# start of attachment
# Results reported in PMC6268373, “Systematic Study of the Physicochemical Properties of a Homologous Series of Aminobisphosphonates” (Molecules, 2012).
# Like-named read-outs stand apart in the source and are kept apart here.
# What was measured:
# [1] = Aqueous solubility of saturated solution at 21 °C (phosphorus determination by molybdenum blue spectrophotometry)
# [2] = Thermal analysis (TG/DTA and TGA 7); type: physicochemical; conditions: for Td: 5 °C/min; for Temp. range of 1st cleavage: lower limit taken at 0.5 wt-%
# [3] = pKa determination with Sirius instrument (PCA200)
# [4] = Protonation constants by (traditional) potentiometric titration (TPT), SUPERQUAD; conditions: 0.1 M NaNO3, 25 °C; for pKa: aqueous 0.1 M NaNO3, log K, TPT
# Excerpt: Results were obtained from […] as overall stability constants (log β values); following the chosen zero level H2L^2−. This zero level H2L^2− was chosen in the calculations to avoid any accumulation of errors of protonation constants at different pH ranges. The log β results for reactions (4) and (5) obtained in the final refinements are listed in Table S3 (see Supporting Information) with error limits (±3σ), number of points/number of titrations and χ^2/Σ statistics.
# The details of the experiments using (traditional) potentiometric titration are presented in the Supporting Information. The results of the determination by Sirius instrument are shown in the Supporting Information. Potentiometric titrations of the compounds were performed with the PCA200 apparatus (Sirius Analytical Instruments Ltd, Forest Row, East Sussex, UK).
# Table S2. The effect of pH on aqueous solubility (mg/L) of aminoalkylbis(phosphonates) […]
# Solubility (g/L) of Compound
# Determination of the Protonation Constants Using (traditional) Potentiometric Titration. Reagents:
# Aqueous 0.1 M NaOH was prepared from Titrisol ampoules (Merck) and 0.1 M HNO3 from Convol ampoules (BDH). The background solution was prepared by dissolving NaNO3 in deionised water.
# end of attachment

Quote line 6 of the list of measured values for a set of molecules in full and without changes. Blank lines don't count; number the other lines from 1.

# [3] = pKa determination with Sirius instrument (PCA200)